For many people living in this generation, subjects in school were not very – visual. Math problems and science experiments were done using textbooks, practising problems and the occasional science experiment (gone wrong). Schools and other education facilities involved problems that were often impractical. But recently technology has started to help matters. From calculators to computer-aided design, we could do problems beyond our simple capabilities. Now with the introduction of 3D printers and filament extrusion in the education environment, we are starting to improve how scholars interact with the world around them.
What Took So Long?
It wasn’t until recently that 3D printers became more obvious in school and universities. The main cause for this is that pricing structures are now more affordable. Luckily there are companies out there trying to solve this problem.
Take for example Airworlf 3D, who want their AXIOM 3D printer used in schools as much as possible. This is thanks to its low cost and ease of use. What is great is that the printer is being used in schools all over the world. M.I.T., USC Roski School of Fine Arts, Cerritos College, Florida State University, Jenkins Middle School (CO), and Huntington Beach High Schools (CA) are to name a few. Next is the Makerbot Academy, a project to help get a 3D printer into every US school.
Another cost to overcome is the price of the filament for the 3D printers. Most companies are trying to find cheap ways for schools to get filament, but it is not always easy. Here at 3devo we are trying to make redoing prints more accessible. Thanks to the NEXT and now the new SHR3D IT, schools would be able to shred prints and create new filament at the end of the day or week. This in turn reduces long-term spending.
A few years ago, price may have been a barrier for education facilities, but this is no longer the case. Thanks to reduced printer costs and faster adoption rates around the world, it is now easier for schools to afford 3D printers. But does having a printer in every class benefit the students, both young and old?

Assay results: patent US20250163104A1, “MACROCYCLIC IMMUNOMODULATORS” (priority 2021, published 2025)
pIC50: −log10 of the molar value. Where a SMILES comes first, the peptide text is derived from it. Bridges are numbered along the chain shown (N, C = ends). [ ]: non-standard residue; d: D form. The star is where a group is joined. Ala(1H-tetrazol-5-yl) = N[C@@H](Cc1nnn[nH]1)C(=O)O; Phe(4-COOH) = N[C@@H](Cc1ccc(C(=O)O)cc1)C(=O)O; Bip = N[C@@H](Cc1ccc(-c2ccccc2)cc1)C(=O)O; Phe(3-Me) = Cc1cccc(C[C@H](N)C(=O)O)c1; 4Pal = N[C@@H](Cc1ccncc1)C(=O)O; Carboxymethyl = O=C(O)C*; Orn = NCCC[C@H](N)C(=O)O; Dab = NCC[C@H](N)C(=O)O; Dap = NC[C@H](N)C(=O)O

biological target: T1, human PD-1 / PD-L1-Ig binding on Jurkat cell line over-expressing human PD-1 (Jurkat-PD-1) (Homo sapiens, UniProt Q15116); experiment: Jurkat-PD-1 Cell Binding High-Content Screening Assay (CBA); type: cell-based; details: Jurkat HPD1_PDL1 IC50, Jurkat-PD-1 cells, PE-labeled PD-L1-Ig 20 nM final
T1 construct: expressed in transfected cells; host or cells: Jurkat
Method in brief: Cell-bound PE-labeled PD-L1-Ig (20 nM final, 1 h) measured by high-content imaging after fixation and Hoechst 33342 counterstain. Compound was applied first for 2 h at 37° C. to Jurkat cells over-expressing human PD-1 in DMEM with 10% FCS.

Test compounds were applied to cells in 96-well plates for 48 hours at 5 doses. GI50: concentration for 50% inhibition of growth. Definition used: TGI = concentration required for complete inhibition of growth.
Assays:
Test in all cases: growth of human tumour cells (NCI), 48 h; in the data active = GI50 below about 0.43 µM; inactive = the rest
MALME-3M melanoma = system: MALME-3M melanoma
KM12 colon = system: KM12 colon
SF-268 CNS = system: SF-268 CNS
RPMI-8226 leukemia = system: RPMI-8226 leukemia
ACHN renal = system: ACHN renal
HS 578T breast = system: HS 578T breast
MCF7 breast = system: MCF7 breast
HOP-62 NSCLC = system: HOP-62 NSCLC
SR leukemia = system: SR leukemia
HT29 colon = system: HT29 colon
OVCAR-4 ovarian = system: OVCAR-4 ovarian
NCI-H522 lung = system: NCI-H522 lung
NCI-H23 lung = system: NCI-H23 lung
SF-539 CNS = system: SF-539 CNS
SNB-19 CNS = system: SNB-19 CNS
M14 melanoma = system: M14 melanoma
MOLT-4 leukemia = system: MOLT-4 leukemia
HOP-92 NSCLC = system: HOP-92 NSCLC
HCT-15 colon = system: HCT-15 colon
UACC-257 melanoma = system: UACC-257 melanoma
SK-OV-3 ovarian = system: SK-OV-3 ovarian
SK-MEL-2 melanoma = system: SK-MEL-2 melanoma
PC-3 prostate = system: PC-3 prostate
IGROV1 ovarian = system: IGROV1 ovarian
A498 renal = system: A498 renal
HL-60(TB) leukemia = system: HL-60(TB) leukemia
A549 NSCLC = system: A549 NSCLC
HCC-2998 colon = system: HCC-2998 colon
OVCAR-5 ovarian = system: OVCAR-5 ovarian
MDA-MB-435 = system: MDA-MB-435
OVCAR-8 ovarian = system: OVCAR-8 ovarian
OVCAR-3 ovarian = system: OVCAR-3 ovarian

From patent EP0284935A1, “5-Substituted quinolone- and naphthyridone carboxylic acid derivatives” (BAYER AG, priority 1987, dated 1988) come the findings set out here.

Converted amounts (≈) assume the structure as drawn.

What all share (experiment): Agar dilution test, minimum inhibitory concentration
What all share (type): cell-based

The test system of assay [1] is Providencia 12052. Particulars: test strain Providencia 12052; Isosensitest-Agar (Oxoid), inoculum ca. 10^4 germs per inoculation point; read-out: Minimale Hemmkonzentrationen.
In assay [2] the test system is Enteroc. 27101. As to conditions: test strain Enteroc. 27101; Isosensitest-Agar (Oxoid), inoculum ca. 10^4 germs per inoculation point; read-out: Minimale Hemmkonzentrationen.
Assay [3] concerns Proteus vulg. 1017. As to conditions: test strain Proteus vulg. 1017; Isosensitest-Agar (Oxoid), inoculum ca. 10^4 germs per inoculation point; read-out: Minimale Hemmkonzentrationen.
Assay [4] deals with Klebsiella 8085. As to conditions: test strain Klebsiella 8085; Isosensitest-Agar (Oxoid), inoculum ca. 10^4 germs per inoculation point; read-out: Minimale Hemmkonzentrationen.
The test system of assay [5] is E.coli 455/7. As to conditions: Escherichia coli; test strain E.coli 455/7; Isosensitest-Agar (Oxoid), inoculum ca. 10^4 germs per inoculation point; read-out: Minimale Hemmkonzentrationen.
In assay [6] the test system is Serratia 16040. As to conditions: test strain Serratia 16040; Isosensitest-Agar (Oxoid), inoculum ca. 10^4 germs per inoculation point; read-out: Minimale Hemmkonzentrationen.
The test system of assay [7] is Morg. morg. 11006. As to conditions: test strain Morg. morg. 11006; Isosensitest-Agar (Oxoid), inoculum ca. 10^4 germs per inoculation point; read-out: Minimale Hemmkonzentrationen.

Make Learning Fun Again
If you can think back to your school days, most of you would have had that one crazy science teacher, trying his or her best to make classes fun and enjoyable. In this process, you also tended to learn a lot too. The only issue, besides many safety violations, is practical experiments were often very limited. Subjects such as geography or mathematics would use textbooks. This drops the fun that could be available using real-life examples. 3D printing is trying to change this perception. In doing so, many benefits follow the introduction of 3D printing into STEM (Science Technology Engineering and Mathematics).
See It To Believe It
The first benefit – able to see an idea become reality. Quite often, learning about a subject would entail many drawings in a book, maybe a video if you are lucky. But it is not always easy to understand what something looks like. For example, learning about how the Earth’s tectonic plates move around and create earthquakes. Illustrations help, but actually creating physical objects to show students can help put it all into perspective. Using a printer, explaining complex systems is easy and kids will understand how common technologies interact with each other. Our world and how we interact with it isn’t all black and white. Students are realising that they are no longer limited to visualising complex topics, now they can feel and touch it too.
Maths And Engineering Now Play A Real Role
There are many times during math and engineering classes where students question whether or not a certain equation will be of any use. Well, in 3D printing, an object first needs to be designed in some type of CAD software. This often requires someone to have a fair bit of math knowledge to understand everything. It forces the student to use the knowledge they have learnt in maths and engineering subjects and apply them to a project. On the other side, students can replicate a problem or project they are busy with to help get clearer understanding of the problem as a whole.
Students Become The Creator